The Milky Way is surrounded by globular clusters, dense groups of stars that appear as yellow dots in this illustration. (Credit: ESA/Hubble, NASA, L. Calçada) Measuring the total mass of our home galaxy is a tough puzzle. It’s difficult to see it all at once, buried as we are within one of its spiral arms. And there’s a huge portion of the Milky Way we can never see, since it’s made up of dark matter, which doesn’t emit light at all. So to get an accurate number, researchers need to weigh both the visible and invisible material that makes up the galaxy. Now scientists have done just that, using new data from the Hubble Space Telescope combined with the Gaia spacecraft. This latest mass measurement of the Milky Way weighs in at 1.5 trillion times heavier than our sun.
Milky Way Satellites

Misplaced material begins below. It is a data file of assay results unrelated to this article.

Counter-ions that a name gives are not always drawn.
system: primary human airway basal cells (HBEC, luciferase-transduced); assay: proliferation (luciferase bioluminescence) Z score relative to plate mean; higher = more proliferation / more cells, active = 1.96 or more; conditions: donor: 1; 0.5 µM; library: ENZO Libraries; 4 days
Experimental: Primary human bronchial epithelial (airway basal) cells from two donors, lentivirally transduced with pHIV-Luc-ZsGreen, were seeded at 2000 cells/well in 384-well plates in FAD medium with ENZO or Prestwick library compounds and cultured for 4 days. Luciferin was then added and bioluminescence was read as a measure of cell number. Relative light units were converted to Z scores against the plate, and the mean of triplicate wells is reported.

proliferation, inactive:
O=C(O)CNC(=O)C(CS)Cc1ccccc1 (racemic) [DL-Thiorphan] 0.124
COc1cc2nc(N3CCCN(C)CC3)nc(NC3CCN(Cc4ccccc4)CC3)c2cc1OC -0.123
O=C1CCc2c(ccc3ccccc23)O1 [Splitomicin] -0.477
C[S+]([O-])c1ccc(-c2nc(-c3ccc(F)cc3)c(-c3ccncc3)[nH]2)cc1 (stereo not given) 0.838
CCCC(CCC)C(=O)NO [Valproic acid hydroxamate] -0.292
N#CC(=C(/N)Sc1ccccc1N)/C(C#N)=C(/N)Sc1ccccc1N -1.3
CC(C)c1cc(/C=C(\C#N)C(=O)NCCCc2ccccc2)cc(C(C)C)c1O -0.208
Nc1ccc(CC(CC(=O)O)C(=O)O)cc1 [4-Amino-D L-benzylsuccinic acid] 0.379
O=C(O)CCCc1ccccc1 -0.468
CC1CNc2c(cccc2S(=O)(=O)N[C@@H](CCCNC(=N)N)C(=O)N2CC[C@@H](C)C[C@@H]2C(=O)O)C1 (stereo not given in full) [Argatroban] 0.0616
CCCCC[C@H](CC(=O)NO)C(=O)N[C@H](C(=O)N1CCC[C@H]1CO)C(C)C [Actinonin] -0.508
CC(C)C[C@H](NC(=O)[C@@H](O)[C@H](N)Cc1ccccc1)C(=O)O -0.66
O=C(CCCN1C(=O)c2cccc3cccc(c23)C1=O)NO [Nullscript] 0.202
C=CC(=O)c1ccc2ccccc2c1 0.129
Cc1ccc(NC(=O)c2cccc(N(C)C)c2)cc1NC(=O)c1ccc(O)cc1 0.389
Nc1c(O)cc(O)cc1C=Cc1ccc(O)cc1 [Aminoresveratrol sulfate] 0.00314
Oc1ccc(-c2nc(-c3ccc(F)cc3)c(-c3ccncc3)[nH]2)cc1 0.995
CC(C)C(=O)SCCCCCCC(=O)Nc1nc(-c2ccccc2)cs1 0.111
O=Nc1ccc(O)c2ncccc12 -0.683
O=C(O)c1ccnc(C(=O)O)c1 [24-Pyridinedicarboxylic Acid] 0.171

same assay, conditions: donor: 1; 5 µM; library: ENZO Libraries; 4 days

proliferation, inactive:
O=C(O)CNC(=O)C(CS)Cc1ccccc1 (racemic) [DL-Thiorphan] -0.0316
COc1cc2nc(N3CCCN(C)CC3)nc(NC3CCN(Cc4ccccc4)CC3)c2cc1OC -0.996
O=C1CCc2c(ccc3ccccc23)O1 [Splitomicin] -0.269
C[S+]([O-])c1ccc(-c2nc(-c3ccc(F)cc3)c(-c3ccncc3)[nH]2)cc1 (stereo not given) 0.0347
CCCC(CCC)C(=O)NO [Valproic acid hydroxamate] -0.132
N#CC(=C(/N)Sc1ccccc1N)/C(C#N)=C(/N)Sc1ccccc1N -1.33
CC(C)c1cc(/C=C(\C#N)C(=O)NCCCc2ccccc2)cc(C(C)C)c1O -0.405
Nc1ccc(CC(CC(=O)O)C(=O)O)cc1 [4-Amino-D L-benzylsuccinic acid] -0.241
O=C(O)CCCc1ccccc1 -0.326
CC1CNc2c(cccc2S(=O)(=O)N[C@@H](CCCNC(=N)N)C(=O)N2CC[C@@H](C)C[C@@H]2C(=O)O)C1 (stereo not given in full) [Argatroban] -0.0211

Gravity dictates that the more massive an object is, the faster its satellites will orbit around it. So the new data from the two spacecraft looked at our galaxy’s brightest satellites: globular clusters. These are dense groups of stars that orbit in the halo, or outer portion of a galaxy. Most large galaxies have such hangers-on, and the Milky Way is no exception. Many spacecraft can spot these globular clusters, and they’re even popular targets for backyard astronomers. But to accurately judge their motions in three dimensions takes high precision and careful analysis. Gaia and Hubble are both up to such work. Gaia specializes in the very precise measurements of objects across the Milky Way, and returned measurements of 34 clusters out to 65,000 light-years. Hubble can see farther at higher resolution, but has a smaller field of view than Gaia. It found 12 clusters out to 130,000 light-years. Together, the spacecraft made a comprehensive map that let astronomers estimate the Milky Way’s mass out to 1 million light-years. Earlier findings ranged from only 500 million times our sun’s mass up to 3 trillion times. The new finding of 1.5 trillion solar masses puts the Milky Way among the universe’s larger galaxies. It also has a normal amount of dark matter, given the number of stars that astronomers measure. And understanding the total mass of our galaxy, and how its stars’ mass stack up against its dark matter, can help astronomers answer important cosmological questions about how galaxies like ours evolve.